MMPCO2: Minimum Miscibility Pressure of CO2 solvent (psia),
T: Reservoir Temperature (°F),
Pb: Bubble Point Pressure (psia),
API: Oil API Gravity,
Y(C2-C6): Total Mole Fraction of Light Components,
MWC7+: Molecular weight of C7+ fraction.
|Statistical Mean %||Holm et al. Correlation||Yelling et al. Correlation||Cronquist’s correlation||Alston’s Correlation||Glaso Correlation||Eakin et al. Correlation||Lee Correlation||New Correlation|
|Number of Data Points||16||25||29||24||29||29||29||20|
Table 2: Statistical analysis of CO2 MMP correlation.
Table 3 summarizes the complex correlation statistical indicators. The accuracy improvements over the simple correlation are negligible, where the SD is 5.2% compared to 6.7% and the AARE is 4.2% compared to 5.7% and R2 is 97% compared to 95%. These improvements are within the resolution of experimental errors and therefore practically will not justify the preference of this complex correlation over the simple correlation. On the contrary, the simple equation will receive more acceptance in the oil industry for its simplicity and ease of use and more important is the availability of correlation parameters that are easy to obtain compared to the above complex form.
|SD||R2||R||ARE (%)||AARE (%)|
Table 3: Statistical analysis for complex correlation.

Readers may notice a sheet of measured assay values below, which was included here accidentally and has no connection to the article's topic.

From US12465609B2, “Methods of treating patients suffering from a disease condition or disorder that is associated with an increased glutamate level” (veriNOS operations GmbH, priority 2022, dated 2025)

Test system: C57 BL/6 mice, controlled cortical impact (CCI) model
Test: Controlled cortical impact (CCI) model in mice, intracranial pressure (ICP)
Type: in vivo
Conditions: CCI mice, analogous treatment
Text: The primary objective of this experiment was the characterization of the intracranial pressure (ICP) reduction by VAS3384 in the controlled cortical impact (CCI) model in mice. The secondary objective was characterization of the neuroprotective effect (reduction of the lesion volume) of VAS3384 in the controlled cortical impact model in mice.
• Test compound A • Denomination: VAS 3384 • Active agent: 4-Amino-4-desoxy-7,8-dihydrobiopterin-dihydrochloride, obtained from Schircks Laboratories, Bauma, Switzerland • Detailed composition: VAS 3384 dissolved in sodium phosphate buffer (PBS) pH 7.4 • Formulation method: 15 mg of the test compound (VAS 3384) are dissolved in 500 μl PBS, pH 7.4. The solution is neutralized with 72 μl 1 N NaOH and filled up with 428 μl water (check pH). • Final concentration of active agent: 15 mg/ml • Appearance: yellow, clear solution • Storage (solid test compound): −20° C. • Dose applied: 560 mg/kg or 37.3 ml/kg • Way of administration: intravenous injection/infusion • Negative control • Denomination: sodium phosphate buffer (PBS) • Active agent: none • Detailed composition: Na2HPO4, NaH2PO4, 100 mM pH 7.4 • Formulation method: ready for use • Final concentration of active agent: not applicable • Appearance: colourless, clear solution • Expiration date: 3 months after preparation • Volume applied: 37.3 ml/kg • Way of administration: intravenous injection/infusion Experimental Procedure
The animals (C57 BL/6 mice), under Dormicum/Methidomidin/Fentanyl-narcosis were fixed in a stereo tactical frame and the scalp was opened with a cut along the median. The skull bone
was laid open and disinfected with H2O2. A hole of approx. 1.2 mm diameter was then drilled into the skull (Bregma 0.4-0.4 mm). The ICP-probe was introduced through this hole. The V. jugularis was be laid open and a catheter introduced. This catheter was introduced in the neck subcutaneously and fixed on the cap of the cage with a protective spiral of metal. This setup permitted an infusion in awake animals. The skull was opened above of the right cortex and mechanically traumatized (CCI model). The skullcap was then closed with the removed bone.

1. Twenty (20) data points, mostly collected from Libyan experimental data, were used to assess the widely used CO2 MMP correlations and also to develop a new correlation. The collected data covered a wide range of CO2 MMP (1544-6244 psia) and oil API gravity (28-50ºAPI).
2. A new simple CO2 MMP correlation, function of the measured Pb, API, T, and Rsi , was developed and has demonstrated very reliable degree of accuracy (SD=6.7%, ARE=0.44%, AARE=5.74%, R2=95.22%) for the examined data.
3. The new correlation is more superior to the other industry published correlations, examined in this study. The range of the published correlations errors (AARE and SD) are almost triple times of our new correlation’s accuracy.
4. Due to the unavailable other sources of measured CO2 MMP experiments, the new correlation was validated against 100 measured PVT variables (Pb, Rsi, T and API) obtained from Libya, and the predicted CO2 MMP results have demonstrated very reliable trend (within the measured CO2 MMP trend) with no anomalies.
5. Introducing more variables such as mole fraction of the light components and the molecular weight of the C7+ to the simple proposed correlation will add negligible improvement to the accuracy.
MMP predictions are very essential in the early screening stage of CO2 EOR candidate fields. The new proposed simple correlation can be reliably utilized in Libya to screen EOR field candidates for CO2 injection as well as can be utilized worldwide.
We would like to thank the members of Petroleum Engineering Department at the UniveRsity of Tripoli for their academic support.